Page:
Here's how unhoused people can get the $1,400 stimulus check -- and how others can help
(CNN) -- As the third round of stimulus payments goes out, many Americans are obsessively checking their bank accounts. But more than half a million people in the US might not have a bank account to eye or a mailbox to open -- or even a check on the way.
People experiencing homelessness are at risk of not receiving the latest payment at all.
It's not an eligibility issue. It's about access.
The full $1,400 payment should go to any individual who earns less than $75,000 of adjusted gross income, heads of households who earn less than $112,500, and married couples who earn less than $150,000.
But because the government uses tax information to identify and send payments, many unhoused people who don't file taxes because of their low income are left out.
Advocates and solutions for unhoused people can help them overcome barriers and receive their stimulus payments.
The biggest issue: Not filing taxes
Many unhoused people may not file tax returns because their income is too low to require it.
Last year, the IRS had a "non-filers tool" for people who didn't file taxes to claim their payments, but it has since been deactivated. Now, the only way for non-filers to get checks is to claim them as a rebate on their 2020 tax return.
The IRS recently announced that the tax deadline has been pushed from April to mid-May.
Unhoused people who make less than $72,000 can file their taxes for free through the IRS.
The IRS also offers in-person assistance programs free of charge. Most services run through mid-April, though it's not clear if free services will continue into May now that the filing deadline has been extended.
The United Way has a website dedicated to pandemic-related financial help, and partners with GetYourRefund.org, a free tax filing service focused on stimulus payments and offers assistance from IRS-certified volunteers.
People can also call the United Way's 211 Economic Impact Payment Helpline at 844-322-3639.
Unhoused people may not have a fixed address
Without a fixed address, filing taxes -- and receiving the stimulus payment you're filing for -- can get complicated.
Free tax resources and trained volunteers can help determine which address would be best to include on tax forms, whether it be a PO box, or the address of a friend or relative.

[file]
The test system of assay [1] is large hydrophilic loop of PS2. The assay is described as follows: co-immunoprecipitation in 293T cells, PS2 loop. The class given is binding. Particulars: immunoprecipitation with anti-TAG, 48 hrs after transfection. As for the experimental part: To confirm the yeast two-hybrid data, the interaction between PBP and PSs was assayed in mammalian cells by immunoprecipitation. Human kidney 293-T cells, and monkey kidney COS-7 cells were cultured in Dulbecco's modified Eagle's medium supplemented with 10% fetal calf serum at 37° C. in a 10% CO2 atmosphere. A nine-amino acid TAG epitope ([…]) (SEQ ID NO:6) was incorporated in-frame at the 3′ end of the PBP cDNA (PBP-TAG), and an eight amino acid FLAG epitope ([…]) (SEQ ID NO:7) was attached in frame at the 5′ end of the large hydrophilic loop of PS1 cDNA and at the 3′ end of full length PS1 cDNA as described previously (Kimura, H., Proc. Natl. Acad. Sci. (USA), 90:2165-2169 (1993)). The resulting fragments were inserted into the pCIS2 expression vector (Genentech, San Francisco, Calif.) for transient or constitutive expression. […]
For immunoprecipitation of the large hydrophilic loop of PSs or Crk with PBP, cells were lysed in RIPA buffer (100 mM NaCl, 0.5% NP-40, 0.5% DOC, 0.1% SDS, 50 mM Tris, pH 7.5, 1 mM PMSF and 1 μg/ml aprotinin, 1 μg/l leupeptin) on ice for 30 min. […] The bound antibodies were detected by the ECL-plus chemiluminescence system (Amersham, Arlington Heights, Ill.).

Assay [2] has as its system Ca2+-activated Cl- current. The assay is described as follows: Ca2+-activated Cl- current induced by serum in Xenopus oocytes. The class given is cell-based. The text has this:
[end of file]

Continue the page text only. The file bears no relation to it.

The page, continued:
The Consumer Financial Protection Bureau lists a number of options for IRS mail correspondence, including shelters, service providers or places of worship that hold mail for clients; friends or relatives; rented mailboxes or even, as a last resort, General Delivery, a USPS service which offers a temporary mailing address.
The stimulus may come in a prepaid debit card
Without bank account information, the IRS may issue stimulus payments in the form of Economic Impact Payment (EIP) cards.
While information about EIP cards related to the most recent stimulus package is forthcoming, the IRS will need a physical address to send the payment.
Those who want to open a bank account may consider BankOn, a project of the Cities for Financial Empowerment Fund, which connects people who don't have bank accounts to banks it says are "safe and affordable."
Other challenges exist but can be navigated
Getting taxes filed and an IRS-acceptable address are tasks made harder by a lack of information and access. It's even more challenging than usual for unhoused people to access the internet, since many public libraries that offer free internet access remain closed due to the pandemic.
To learn how to connect unhoused people to online resources, advocates can visit the Get It Back Campaign.
The Get It Back Campaign, which helps eligible workers claim tax credits and use free tax filing assistance, has a number of resources for inter- and intra-community assistance, like flyers, social media graphics and phone scripts to inform people about receiving their stimulus payments.
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